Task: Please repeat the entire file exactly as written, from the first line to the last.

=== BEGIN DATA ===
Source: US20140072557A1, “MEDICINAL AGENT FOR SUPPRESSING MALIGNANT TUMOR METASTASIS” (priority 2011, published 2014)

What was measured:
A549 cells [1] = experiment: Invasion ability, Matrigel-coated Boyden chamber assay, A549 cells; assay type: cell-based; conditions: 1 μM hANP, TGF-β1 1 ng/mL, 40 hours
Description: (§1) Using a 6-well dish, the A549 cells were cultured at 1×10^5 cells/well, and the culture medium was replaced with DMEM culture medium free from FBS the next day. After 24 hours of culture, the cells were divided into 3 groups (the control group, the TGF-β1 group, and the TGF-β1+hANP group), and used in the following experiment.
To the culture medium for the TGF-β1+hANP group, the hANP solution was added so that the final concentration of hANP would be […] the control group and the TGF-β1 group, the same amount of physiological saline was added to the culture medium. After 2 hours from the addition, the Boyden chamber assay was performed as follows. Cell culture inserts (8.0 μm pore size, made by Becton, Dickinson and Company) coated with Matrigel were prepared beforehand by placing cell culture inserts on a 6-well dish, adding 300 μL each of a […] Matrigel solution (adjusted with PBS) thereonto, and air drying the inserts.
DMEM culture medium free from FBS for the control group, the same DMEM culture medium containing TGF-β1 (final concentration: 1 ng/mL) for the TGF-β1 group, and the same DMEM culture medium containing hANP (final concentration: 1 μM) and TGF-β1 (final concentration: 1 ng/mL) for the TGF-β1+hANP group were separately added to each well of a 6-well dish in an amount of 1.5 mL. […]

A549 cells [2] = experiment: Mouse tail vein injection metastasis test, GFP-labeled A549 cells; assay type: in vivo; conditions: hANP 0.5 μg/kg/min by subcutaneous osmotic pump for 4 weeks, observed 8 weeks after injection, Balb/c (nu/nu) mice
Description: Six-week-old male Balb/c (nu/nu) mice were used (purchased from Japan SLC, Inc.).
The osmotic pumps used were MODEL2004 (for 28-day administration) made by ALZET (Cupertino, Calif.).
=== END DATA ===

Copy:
Source: US20140072557A1, “MEDICINAL AGENT FOR SUPPRESSING MALIGNANT TUMOR METASTASIS” (priority 2011, published 2014)

What was measured:
A549 cells [1] = experiment: Invasion ability, Matrigel-coated Boyden chamber assay, A549 cells; assay type: cell-based; conditions: 1 μM hANP, TGF-β1 1 ng/mL, 40 hours
Description: (§1) Using a 6-well dish, the A549 cells were cultured at 1×10^5 cells/well, and the culture medium was replaced with DMEM culture medium free from FBS the next day. After 24 hours of culture, the cells were divided into 3 groups (the control group, the TGF-β1 group, and the TGF-β1+hANP group), and used in the following experiment.
To the culture medium for the TGF-β1+hANP group, the hANP solution was added so that the final concentration of hANP would be […] the control group and the TGF-β1 group, the same amount of physiological saline was added to the culture medium. After 2 hours from the addition, the Boyden chamber assay was performed as follows. Cell culture inserts (8.0 μm pore size, made by Becton, Dickinson and Company) coated with Matrigel were prepared beforehand by placing cell culture inserts on a 6-well dish, adding 300 μL each of a […] Matrigel solution (adjusted with PBS) thereonto, and air drying the inserts.
DMEM culture medium free from FBS for the control group, the same DMEM culture medium containing TGF-β1 (final concentration: 1 ng/mL) for the TGF-β1 group, and the same DMEM culture medium containing hANP (final concentration: 1 μM) and TGF-β1 (final concentration: 1 ng/mL) for the TGF-β1+hANP group were separately added to each well of a 6-well dish in an amount of 1.5 mL. […]

A549 cells [2] = experiment: Mouse tail vein injection metastasis test, GFP-labeled A549 cells; assay type: in vivo; conditions: hANP 0.5 μg/kg/min by subcutaneous osmotic pump for 4 weeks, observed 8 weeks after injection, Balb/c (nu/nu) mice
Description: Six-week-old male Balb/c (nu/nu) mice were used (purchased from Japan SLC, Inc.).
The osmotic pumps used were MODEL2004 (for 28-day administration) made by ALZET (Cupertino, Calif.).